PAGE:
Tokyo 2020's Mori to quit, sources say, as he vows to end controversy

Tokyo Olympics chief ‘will QUIT’ after sparking sexism row by declaring ‘annoying’ women ‘talk too much’

  • Yoshiro Mori, an ex-prime minister, is set to quit the Tokyo organising committee
  • His remark about women ‘talking too much’ last week set off a storm of criticism
  • The 83-year-old told Japanese TV that ‘I cannot let this prolong any longer’ 

The head of the Tokyo Olympics is poised to resign in a sexism row after saying that ‘annoying’ women talk too much in meetings. 

Two sources said today that Yoshiro Mori would step down after his comments set off a storm of criticism at home and abroad – with the former Japanese PM saying that he could not let the controversy drag on.  

Mori’s resignation from the Tokyo organising committee would be bound to raise new doubts over the viability of holding the postponed 2020 Games this year.

The sources, who have knowledge of the matter, said Mori would be replaced by former Japan Football Association president and mayor of the Olympic village, Saburo Kawabuchi.

Tokyo 2020 chief Yoshiro Mori speaks at a press conference today where he apologised for his sexist comments but refused to step down from the organising committee 

Mori, 83, told Nippon TV he would ‘explain his thoughts’ at a meeting on Friday but he had to deal with the issue. He did not confirm the reports that he would step down.

‘I cannot let this problem prolong any longer,’ Mori said, and he again apologised for the remark.

A spokesman for the organising committee declined to comment.

Mori first retracted the comment about women at a hastily called news conference on February 4, acknowledging it was inappropriate and against the Olympic spirit.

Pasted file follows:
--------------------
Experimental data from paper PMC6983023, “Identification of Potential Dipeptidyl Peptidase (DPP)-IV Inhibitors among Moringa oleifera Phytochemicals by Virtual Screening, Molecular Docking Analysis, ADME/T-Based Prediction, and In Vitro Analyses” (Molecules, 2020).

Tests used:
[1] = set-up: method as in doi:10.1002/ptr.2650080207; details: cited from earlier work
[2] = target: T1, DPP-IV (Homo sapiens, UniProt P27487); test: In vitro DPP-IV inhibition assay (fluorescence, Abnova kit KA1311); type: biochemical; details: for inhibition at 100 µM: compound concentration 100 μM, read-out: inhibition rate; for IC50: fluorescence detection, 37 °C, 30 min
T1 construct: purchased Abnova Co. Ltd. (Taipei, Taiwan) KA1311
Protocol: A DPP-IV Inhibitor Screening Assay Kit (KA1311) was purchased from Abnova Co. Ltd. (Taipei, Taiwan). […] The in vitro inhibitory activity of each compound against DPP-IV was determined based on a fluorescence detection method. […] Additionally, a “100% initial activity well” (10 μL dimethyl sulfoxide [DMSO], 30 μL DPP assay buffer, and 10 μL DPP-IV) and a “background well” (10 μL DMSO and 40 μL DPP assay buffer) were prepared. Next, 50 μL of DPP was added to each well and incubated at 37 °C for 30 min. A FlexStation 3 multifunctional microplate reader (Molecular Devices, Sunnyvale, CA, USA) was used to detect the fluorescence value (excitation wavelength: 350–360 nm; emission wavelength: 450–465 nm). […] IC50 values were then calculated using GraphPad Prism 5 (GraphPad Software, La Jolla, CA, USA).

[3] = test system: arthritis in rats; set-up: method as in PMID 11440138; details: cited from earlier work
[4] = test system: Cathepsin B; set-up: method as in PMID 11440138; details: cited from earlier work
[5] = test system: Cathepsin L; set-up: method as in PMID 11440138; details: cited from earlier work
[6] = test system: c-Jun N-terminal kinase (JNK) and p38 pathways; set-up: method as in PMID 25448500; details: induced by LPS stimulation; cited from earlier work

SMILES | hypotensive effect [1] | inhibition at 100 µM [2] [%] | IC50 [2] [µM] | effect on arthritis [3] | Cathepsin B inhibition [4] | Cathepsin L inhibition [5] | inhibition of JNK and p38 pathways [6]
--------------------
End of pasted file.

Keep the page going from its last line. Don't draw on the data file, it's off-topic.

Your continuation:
He did not dispute the Japanese media reports which said he had complained that ‘board of directors meetings with many women take a lot of time’.

‘When you increase the number of female executive members, if their speaking time isn’t restricted to a certain extent, they have difficulty finishing, which is annoying,’ he was quoted as saying. 

He made the remarks to members of the Japan Olympic Committee (JOC), some of whom were reported to have laughed in response.  

But he declined, at the time of last week’s press conference, to resign.

Pressed on whether he really thought women talked too much, Mori said: ‘I don’t listen to women that much lately, so I don’t know’.

Mori served as prime minister for a gaffe-plagued year from April 2000.

His comment on women drew sharp criticism in parliament, where opposition lawmakers demanded his resignation, and from the public on social media.

The Olympic rings are seen in Tokyo on Tuesday, only weeks before the postponed torch relay is due to begin – with the opening ceremony of the Games scheduled for July 23 

The 2020 Tokyo Games were postponed for a year because of the coronavirus and the pandemic is still creating huge questions about their viability, even though the government has said it is determined the July 23-Aug 8 Games go ahead.

Even before last year’s postponement, ballooning costs and a plagiarism scandal involving the official logo bedevilled preparations.

But the coronavirus has proven to be the biggest threat.

Nearly 80 per cent of the public are opposed to holding the Games this year because of concern about the coronavirus, recent polls show.

Current Japanese PM Yoshihide Suga has said coronavirus vaccines are key to a safe Olympics and he said on Wednesday the vaccination drive would begin in the middle of next week.

Japan’s vaccination campaign is later than in most major economies and any delay could sow doubts about a government aim to secure enough doses for everyone before the Olympics.

If Mori does step down, it would the first time an Olympics organising committee president has not seen the job through to a Summer Games since the 2004 Athens Olympics.

Gianna Angelopoulos-Daskalaki led the successful Athens bid but was pushed aside by the government, which appointed Panagiotis Thomopoulos organising committee president. 

Angelopoulos-Daskalaki replaced Thomopoulos after the International Olympic Committee warned Greece they could lose the Games because of poor progress with preparations.

Angelopoulos-Daskalaki was the first woman to run an organising committee for an Olympics.

Source: Read Full Article